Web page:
I normally don't write about my hunting adventures too much, but I felt that this one is necessary. If hunting, descriptions about harvesting animals, or the sight of blood or expired animals grosses you out or is not your thing, than please do not read because I don't want you to hold it against me even thought it is my God given right to do it. Otherwise, please enjoy this read. This is one hunt that I will never forget!
Here is the story, TRUE STORY. With Uncle Sam moving my family and I to Florida this coming July, I knew this was going to be my last chance to deer hunt in Virginia since it was also the last day to deer hunt on Fort Eustis. Crazy thing I was even going to go out. It turned out to be a nice day, so around 1:30 I decided to make a last minute decision to head out since my wife Amanda wanted to go do some shopping for a few hours. I figured I would give it one last hoorah!
I arrived to the hunt shack on base and signed out a numbered archery stand. I drove over to the spot and got out of my truck to unload all of my gear like usual. When I was staring into the tree line, I didn't like something about it so I drove back to the hunt shack. I signed back in from that spot and picked a different one that I never hunted before, about a mile away. I got into the woods with around 2.5 hours left of legal shooting time. I normally take my wedding ring off at the truck and put it in a pocket on my pack. I do that because I don't like the metal to metal noise it makes on the frame of my climbing tree stand. So I pick out a tree, attach my pack to my stand, and climb up 20 feet and get settled in. I'm thirsty now so I decided to get the water bottle out of my pack...TING!!!! My damn ring fell out of the pocket and bounced off my platform and vanished into the oblivion of oak leaves and pine needles on the wilderness floor. Not only did I lose my damn ring, it made the loudest sound in the world after it bounced off my platform. I honestly said to myself, "Way to F&*# up your last hunt in Virginia."
I was watching squirrels making a nest when I saw what I thought was a doe slowly feeding towards an opening. It wasn't 45 minutes since I dropped my ring. Maybe the deer thought it was the dinner bell. The deer got into the opening and then I saw his rack. "Oh $%it, nice buck!" I ranged him at 40 yards but limbs covered his chest. He started to move away and then he finally turned into and opening and opened up his chest giving me a really strong quartering away shot. I ranged him at 47 yards so I adjusted my sight to 40 yards. The elevation where the deer was standing was lower than my tree, not to mention I was high as hell up an oak tree. I drew back and put the pin just to the left of his hind quarter knowing with that angle that the arrow would come out around the front shoulder. I felt steady and he had no idea that I was there. I slowly squeezed the trigger of my release and watched my red Lumenok (for what seemed like an eternity) arch it's way towards the deer and drop into the small pocket that I aimed for. The loud "crack", broken opposite shoulder, with my Lumenok hanging out of the deer's chest told me that the deer was toast. He ran 50 yards and I heard him crash, DONE!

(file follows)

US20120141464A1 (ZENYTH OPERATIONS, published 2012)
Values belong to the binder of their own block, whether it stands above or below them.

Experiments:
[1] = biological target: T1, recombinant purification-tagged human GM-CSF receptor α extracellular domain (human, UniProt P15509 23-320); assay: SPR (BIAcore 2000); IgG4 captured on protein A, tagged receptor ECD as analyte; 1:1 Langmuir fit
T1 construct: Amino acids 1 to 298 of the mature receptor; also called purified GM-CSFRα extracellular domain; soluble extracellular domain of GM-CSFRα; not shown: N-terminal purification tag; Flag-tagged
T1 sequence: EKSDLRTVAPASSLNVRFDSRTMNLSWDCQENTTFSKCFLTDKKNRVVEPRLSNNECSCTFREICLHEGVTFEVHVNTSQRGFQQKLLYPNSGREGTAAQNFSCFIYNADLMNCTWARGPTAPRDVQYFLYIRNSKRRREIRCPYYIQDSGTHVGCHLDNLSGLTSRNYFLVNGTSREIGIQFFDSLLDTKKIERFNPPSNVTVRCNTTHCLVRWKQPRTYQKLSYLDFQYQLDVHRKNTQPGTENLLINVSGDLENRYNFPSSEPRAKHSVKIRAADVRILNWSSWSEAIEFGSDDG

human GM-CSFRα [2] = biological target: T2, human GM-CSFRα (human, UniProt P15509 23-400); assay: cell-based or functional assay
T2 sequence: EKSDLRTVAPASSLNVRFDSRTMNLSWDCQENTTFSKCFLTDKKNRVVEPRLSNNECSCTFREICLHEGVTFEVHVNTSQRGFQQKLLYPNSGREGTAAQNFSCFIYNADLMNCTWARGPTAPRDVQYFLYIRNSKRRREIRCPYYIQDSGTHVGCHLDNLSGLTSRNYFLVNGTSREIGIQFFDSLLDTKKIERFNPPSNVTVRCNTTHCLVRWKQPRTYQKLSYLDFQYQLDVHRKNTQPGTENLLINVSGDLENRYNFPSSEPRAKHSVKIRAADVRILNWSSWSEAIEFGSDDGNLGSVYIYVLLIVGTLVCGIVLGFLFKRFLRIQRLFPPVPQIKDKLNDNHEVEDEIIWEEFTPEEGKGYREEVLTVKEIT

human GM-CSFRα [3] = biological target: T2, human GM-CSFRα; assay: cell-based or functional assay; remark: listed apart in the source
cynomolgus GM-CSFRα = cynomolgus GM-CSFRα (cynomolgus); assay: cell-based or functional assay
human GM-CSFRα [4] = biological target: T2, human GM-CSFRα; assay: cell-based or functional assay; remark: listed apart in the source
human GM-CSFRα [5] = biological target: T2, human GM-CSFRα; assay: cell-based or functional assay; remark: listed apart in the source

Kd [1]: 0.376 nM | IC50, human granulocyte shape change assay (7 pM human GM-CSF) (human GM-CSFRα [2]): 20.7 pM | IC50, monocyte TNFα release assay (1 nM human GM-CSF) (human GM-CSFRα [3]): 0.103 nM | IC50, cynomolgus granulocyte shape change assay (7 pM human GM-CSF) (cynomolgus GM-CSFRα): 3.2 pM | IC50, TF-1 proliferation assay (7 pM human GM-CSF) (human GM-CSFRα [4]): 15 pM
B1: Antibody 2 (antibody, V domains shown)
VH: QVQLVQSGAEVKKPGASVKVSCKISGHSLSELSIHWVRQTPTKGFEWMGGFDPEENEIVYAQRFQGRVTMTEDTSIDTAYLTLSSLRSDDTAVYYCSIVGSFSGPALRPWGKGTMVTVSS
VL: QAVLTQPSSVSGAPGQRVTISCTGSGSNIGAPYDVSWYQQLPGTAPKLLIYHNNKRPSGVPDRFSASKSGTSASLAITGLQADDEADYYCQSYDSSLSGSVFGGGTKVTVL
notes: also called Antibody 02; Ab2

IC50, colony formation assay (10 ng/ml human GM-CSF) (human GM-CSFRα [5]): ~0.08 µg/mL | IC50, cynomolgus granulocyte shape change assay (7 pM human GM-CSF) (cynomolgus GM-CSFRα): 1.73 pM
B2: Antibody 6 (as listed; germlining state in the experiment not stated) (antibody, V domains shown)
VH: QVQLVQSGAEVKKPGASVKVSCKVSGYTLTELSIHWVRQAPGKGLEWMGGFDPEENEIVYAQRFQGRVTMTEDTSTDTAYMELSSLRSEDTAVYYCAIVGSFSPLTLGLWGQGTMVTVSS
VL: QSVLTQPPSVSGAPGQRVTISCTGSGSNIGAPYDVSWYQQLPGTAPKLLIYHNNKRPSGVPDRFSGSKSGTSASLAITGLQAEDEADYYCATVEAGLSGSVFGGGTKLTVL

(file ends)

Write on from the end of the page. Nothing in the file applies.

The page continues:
There was plenty of light left in the woods since I shot him at 4:08pm. I got all my gear together, climbed down, and what do you know...I saw the edge of my ringing glimmering in the light that was left in the woods, laying about 5 feet away from the tree. Only a sliver of the ring was exposed in the bed of leaves. I slid on my ring and went to track the deer. I got to the spot and could see blood from about 10 feet away sprayed EVERYWHERE! Seriously, anybody could have found this deer, colorblind or not, it was simple.
He died 7 yards from an old railroad bed not far from a paved road. He turned out to be a nice 7 pointer with a 19" spread, my biggest Virginia buck. I basically drove right up to him, loaded it up, and just laughed at the whole thing...REALLY, I could not have drawn up a better way to end my deer hunting chapter in Virginia.
With all that being said, the woods of Virginia will always have a permanent spot in my memory bank. I will always love and cherish the oak ridges, swamps, and pine stands that made up my deer hunting experience during my 4 short hunting seasons in Virginia. I am grateful!
P.S - I did not exaggerate any of this nor did I make any of it up. Thanks for reading!